REICE Charles-Cook will be aiming to shut out a very familiar face when Swindon Town go head to head with Mansfield Town this afternoon, writes NEIL BECK.

The 23-year-old keeper played alongside Stags dangerman Danny Rose at Bury during the 2013-14 season, which was also Town manager David Flitcroft’s first in charge of the Shakers.

Rose has bagged 15 goals so far this term, including one in each of his last two matches, as Mansfield have climbed into fifth spot in the League Two table.

“Mansfield have some good-quality players,” said Charles-Cook.

“They have the threat of Danny Rose, who is a good friend of mine, and we’ve got to kill that threat early doors.

“The gaffer is very detailed and his meetings are brilliant. We know each player thoroughly and just need to stay on task.

“We’ve just got to keep going and keep winning games and keep up the pressure. We go into every game looking for a win and it’ll be the same against Mansfield.”

Having served his footballing apprenticeship at Arsenal, Charles-Cook was handed his senior debut by Flitcroft midway through Bury’s 0-0 draw at Southend United in March 2014 and was delighted to have the chance to link up with his former boss again when he made the switch from Coventry City in August.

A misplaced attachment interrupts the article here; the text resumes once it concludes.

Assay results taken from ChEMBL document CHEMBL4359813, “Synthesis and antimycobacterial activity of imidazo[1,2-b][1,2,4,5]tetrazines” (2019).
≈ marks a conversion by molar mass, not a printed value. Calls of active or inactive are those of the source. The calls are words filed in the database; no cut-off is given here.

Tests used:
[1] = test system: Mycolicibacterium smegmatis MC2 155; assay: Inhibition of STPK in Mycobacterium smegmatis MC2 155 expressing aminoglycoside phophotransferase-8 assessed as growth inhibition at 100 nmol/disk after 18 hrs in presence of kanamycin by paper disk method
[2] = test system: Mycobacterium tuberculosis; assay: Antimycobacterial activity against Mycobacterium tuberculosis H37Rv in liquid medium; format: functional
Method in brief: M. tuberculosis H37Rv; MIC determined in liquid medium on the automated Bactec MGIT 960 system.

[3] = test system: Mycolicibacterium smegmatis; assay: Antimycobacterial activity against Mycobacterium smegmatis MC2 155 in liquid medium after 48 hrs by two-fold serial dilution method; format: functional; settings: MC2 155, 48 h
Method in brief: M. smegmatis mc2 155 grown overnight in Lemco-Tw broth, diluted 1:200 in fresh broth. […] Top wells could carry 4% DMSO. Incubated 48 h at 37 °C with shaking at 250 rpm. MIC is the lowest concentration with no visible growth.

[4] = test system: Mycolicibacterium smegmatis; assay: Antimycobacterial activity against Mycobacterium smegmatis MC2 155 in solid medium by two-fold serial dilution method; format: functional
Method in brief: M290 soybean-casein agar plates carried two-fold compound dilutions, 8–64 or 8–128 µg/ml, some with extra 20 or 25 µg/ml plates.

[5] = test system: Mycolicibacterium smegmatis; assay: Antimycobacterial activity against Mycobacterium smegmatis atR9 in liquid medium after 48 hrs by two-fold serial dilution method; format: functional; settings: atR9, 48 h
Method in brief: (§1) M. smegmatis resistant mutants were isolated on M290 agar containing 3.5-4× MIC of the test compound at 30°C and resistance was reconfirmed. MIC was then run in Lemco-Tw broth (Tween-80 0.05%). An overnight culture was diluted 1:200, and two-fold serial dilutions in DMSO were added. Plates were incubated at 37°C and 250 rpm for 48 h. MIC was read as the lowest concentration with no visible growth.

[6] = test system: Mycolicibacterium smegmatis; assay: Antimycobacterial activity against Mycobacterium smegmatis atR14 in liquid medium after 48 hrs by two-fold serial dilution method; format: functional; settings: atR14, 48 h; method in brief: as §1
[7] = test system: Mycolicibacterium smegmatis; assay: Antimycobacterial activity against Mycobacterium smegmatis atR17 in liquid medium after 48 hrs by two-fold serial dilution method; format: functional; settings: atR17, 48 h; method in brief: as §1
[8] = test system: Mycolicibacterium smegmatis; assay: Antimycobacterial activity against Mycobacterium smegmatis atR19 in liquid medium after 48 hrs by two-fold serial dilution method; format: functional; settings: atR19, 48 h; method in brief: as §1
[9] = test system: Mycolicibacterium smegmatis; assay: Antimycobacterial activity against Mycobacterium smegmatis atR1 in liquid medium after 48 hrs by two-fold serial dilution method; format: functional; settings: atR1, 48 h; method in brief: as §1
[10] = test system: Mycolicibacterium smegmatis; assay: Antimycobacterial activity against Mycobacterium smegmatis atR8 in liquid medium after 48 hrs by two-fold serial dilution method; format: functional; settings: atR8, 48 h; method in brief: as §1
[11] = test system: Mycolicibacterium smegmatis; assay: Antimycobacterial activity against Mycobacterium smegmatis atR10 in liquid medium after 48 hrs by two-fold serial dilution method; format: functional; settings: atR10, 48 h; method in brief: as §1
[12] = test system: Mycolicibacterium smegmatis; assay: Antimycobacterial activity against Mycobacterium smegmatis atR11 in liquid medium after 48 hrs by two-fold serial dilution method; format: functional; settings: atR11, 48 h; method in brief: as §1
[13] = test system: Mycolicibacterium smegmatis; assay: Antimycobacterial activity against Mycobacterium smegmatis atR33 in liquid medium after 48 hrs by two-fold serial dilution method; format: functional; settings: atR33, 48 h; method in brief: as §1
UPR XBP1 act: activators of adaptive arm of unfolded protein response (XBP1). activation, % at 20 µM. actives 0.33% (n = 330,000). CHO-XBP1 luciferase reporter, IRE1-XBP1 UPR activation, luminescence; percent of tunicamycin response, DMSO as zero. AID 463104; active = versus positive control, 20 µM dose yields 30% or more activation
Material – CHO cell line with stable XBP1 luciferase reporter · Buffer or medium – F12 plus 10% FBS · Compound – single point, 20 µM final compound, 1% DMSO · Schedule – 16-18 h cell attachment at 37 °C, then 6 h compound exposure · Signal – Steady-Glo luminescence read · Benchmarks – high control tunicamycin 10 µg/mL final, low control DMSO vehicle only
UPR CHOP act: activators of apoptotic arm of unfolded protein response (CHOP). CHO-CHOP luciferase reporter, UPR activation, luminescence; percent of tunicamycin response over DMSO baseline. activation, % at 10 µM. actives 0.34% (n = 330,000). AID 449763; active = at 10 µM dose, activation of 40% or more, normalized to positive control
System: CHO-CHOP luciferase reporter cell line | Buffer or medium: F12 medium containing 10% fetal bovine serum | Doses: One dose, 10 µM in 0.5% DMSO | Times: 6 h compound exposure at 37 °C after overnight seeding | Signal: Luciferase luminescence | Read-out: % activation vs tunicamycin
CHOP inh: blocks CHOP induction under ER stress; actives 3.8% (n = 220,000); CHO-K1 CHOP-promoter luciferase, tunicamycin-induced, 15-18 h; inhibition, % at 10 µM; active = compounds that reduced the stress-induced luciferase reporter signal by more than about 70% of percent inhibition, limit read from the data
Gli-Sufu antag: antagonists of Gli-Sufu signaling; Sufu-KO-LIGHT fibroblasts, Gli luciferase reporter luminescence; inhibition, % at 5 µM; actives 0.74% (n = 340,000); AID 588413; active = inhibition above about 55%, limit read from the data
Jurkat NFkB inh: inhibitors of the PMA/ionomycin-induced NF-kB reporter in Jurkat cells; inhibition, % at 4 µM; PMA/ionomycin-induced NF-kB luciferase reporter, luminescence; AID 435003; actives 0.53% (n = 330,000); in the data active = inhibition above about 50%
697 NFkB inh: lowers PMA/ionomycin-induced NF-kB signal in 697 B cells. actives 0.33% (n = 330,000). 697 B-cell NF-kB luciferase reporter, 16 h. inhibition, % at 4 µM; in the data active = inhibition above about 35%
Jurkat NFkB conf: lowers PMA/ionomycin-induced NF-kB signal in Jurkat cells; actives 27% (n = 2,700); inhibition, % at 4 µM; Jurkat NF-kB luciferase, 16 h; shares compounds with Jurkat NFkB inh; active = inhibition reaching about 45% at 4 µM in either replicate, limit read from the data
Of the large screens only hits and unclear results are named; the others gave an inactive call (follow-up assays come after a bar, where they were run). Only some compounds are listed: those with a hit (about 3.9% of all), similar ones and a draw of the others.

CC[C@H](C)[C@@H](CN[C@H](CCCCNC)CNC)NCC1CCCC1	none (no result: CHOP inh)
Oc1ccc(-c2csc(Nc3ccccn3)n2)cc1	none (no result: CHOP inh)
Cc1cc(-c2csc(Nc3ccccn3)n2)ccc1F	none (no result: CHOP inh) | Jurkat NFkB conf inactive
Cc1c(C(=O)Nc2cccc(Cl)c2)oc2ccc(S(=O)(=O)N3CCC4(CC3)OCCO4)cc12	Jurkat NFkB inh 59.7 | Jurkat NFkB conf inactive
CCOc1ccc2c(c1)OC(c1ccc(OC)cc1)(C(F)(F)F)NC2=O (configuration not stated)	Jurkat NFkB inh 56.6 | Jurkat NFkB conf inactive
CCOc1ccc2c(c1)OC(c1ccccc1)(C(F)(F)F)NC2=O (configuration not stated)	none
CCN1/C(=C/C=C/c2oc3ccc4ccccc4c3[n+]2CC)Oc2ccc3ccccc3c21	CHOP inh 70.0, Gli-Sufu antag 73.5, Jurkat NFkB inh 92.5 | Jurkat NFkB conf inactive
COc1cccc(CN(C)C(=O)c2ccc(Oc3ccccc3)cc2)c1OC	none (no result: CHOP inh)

“The gaffer gave me my debut when I was 18 or 19 and brought me on (for Brian Jensen) at half-time at Southend,” recalled Charles-Cook.

“He said ‘Cooky get warm, you’re coming on’ and I was in at the deep end. He’s always been real with me from start to finish and has never changed the way he has coached.

“We both have respect for one another.

“I learned a lot at Arsenal – it was a different world – but since I left there I have learned to play different styles of football.

“It’s been an unbelievable journey and I’m only 23. I just want it to continue.”

Charles-Cook, a fixture in the side since replacing Lawrence Vigouroux for Town’s 1-0 win over Notts County on December 30, says the switch to a 3-5-2 formation which has proved largely effective in recent weeks has not been too difficult to get used to.

“There is more safety around you and it feels like there is more cover,” he said.

“As a goalkeeper, I don’t really mind. I just need to communicate the same, it’s just one extra body.

“You get to play out more but we are very direct and have had a lot of success for it.”